Heart problems among footballers – what you need to know

Heart problems among footballers – what you need to know

Get tested early and then regularly to rule out possibilities of issues with the heart…

From football legend Diego Maradona to Fabrice Muamba and many other professional athletes, heart problems have ended careers and in some cases, tragically their lives. 

Indian football received its biggest shock in recent years when U-17 World Cupper Anwar Ali, a young defender who is only 19 years old, was diagnosed with Apical Hypercardio myopathy. 

He joined Mumbai City for a then-record fee of INR 30 lakh for an 18-year-old but since getting diagnosed with a heart problem, the youngster has not been able to make any progress in his career. 

He was advised not to play by medical experts in Mumbai and France. AIFF had consulted AFC’s (Asian Football Confederation) Medical Committee Chairman, Dr Dato Gurucharan Singh, and the medical practitioner stated that it would be best for Anwar Ali to refrain from participating in competitive sports.

Professor Sanjay Sharma, chairman of the Cardiology Consensus Panel for England’s FA, however, suggested that since the risk is not very high, Anwar and his family should be made aware of the same and the final decision to play should be left to them. 

Heart problem among footballers has been a topic up for discussion for two decades. The major football governing bodies across the globe has made medical tests mandatory and medical experts also have opined that tests should be done regularly as heart issues can happen to anybody regardless of their physical fitness level. 

Goal spoke to Dr Prof Ranjan Shetty, the HOD & Consultant in Interventional Cardiology at Manipal Hospitals, Bengaluru, to find out more about heart problems that athletes deal with.

“There are two kinds of diseases we need to focus on. Hypercardio myopathy (HCM) – this is found in one in 500 people. It is a common anomaly, it is a genetic issue where heart muscles become thicker, for most people it isn’t a big issue. Especially for young athletes, it is common,” Shetty revealed.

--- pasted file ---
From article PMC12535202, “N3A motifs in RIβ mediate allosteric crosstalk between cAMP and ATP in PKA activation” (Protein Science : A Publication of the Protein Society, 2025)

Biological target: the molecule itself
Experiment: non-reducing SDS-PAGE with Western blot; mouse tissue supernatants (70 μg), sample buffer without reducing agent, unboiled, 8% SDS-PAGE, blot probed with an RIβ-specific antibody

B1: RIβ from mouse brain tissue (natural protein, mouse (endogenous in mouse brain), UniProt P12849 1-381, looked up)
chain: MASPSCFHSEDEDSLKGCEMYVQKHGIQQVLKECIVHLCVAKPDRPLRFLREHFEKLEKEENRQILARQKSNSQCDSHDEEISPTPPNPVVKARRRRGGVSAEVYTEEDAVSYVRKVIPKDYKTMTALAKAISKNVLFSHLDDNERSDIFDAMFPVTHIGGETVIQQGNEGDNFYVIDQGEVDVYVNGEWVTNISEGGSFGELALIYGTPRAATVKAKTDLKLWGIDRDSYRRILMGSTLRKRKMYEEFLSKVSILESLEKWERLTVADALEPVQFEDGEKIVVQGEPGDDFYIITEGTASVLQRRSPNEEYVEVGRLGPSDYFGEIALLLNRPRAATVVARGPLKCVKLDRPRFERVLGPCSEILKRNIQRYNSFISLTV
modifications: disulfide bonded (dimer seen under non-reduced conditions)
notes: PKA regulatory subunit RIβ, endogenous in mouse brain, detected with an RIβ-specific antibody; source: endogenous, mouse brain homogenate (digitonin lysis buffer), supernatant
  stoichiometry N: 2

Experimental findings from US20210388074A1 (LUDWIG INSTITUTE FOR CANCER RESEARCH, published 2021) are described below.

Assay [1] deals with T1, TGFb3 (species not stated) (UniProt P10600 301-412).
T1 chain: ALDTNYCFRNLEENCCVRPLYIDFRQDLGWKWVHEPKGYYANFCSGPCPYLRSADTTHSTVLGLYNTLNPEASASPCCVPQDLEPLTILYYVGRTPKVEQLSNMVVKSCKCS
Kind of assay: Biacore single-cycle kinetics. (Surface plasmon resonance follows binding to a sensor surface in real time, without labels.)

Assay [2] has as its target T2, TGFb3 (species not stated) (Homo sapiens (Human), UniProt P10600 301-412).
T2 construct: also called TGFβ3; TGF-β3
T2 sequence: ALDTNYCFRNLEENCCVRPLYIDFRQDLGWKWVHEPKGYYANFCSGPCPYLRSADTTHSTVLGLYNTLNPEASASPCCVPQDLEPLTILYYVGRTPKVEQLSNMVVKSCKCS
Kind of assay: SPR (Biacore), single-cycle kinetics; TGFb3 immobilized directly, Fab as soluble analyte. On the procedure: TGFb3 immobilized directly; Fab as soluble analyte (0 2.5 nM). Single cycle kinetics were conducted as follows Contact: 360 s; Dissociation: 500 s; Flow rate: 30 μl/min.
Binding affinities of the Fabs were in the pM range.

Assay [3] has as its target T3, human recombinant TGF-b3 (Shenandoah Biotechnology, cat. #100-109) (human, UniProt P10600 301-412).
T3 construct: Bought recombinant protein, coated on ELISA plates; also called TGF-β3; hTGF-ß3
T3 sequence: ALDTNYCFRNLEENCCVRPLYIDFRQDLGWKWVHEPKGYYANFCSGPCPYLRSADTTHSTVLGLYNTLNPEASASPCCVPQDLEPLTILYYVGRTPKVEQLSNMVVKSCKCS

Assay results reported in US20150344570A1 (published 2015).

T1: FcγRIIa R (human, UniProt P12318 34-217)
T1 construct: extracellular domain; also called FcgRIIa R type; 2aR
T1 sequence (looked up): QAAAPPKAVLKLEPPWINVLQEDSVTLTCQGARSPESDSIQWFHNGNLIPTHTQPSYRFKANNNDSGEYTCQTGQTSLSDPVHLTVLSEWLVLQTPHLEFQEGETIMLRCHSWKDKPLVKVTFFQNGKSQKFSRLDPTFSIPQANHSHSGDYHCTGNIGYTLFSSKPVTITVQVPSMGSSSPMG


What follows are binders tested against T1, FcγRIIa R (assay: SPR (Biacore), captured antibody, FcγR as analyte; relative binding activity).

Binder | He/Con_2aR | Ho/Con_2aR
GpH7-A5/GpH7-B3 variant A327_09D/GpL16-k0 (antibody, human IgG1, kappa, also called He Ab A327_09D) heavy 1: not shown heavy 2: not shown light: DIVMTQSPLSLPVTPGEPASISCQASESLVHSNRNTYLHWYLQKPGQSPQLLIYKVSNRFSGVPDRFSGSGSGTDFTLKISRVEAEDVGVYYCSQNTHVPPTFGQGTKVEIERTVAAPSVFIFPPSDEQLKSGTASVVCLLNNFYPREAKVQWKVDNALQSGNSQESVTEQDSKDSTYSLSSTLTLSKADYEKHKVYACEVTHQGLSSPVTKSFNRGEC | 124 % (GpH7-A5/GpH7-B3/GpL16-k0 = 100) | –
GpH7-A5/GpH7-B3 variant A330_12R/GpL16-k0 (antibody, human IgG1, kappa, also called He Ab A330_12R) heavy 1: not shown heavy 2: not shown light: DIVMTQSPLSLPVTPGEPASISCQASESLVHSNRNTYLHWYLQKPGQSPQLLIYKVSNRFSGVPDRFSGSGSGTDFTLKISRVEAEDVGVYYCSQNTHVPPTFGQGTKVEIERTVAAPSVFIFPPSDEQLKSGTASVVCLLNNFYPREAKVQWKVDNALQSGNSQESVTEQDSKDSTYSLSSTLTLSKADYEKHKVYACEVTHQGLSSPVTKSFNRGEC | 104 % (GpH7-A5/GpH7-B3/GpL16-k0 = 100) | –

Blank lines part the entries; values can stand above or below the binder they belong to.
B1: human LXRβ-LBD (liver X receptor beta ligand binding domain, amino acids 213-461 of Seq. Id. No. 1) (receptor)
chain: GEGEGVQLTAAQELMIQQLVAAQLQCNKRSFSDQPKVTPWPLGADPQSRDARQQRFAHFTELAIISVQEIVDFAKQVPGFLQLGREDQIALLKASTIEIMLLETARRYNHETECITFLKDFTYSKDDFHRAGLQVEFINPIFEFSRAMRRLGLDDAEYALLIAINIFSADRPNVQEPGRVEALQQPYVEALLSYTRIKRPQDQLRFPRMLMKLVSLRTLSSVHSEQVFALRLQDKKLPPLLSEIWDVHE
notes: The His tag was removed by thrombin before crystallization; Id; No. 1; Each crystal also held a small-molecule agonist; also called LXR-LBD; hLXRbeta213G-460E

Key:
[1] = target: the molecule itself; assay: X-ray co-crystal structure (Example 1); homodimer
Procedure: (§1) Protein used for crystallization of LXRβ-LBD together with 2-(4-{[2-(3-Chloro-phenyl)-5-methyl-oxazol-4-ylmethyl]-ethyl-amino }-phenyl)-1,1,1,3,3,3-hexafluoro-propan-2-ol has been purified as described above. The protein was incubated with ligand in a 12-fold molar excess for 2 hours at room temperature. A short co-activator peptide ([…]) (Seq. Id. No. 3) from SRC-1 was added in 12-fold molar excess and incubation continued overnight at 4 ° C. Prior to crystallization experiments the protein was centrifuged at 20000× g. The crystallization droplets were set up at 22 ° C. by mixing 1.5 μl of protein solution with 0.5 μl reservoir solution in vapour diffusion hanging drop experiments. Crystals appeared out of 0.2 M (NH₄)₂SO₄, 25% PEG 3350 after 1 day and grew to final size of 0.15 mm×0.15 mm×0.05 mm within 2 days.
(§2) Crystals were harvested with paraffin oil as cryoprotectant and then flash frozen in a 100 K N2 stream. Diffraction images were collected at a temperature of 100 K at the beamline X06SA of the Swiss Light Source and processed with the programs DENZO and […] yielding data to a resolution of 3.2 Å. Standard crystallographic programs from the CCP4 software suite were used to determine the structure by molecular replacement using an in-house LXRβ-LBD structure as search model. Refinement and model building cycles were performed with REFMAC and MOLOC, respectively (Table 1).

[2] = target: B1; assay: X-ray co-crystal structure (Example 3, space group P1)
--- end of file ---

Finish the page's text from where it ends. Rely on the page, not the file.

He further added, “Beyond 35, the common condition would be heart attacks because of blockages. Athletes are meticulous and exercise regularly but they could also have blocks because of cholesterol and family history.

“Even people with smaller blocks, 30-40 per cent block also, the covering of the block ruptures. The reason for that could be extreme excitement. The actual attack. is like an earthquake, it could happen to anyone.”

Proper tests are the only way to find out an issue like HCM. It needs to be ruled out regularly at various stages of a footballer’s life to avoid complications. 

“Most footballers going into competitive football should get Electrocardiogram (ECG) and Echo (Echocardiogram) done. Especially if family members have had cardiac arrests, they must do ECG and Echo so that HCM can be ruled out.

“To prevent other heart diseases, they should be careful with their lifestyle. They (footballers) exercise very well, but too much exercise without proper training can also cause issues. Sometimes people forget these things. Extreme exercise of any nature can hurt heart muscles so don’t overdo it. Warm-ups and cool-downs are also extremely important.”

The situation regarding heart problems among athletes is not too different in India compared to the rest of the world. It is still as common but there is a lack of awareness among sportspersons. 

“In India also, it is one in 500 but not everyone is at high risk. It is still common in young athletes in India. It is not about stopping them from playing. That person could be at low risk. High-risk ones are bad, but most of them are low risk.

“If the MRI shows zero scars, then there is nothing to worry about. if it shows more than 10 per cent scar, then he will need more care. Risk certifying is extremely important when dealing with HCM. 

Every athlete needs to be tested when they are starting out their professional career. Even if the results are negative, they should get tested every five years because there is no particular age at which complications can arrive. 

“When you have so many athletes, you will find many with HCM. If they find nothing, they can repeat the tests every five years. Otherwise, yearly tests could be needed.”

“In HCM, the genes may not manifest young, they could manifest later. If it does later, this disease will be milder. The more dangerous ones come up at a younger age. 

“There is one more disease ARVD (Arrhythmogenic right ventricular dysplasia), that is the second most common (In the world), and the most common in Italy. Everywhere else, HCM is the most common.

“What Sourav (Ganguly) has is atherosclerosis, which is more common in India. That is more due to the lifestyle in India and the diets. Excess carbs, less protein and all that,” Shetty explained. 

If you or your friends are athletes, ensure that you have completed an ECG and Echo at least at the age of 18 and a cholesterol checkup at 21. And most importantly, don’t panic. 

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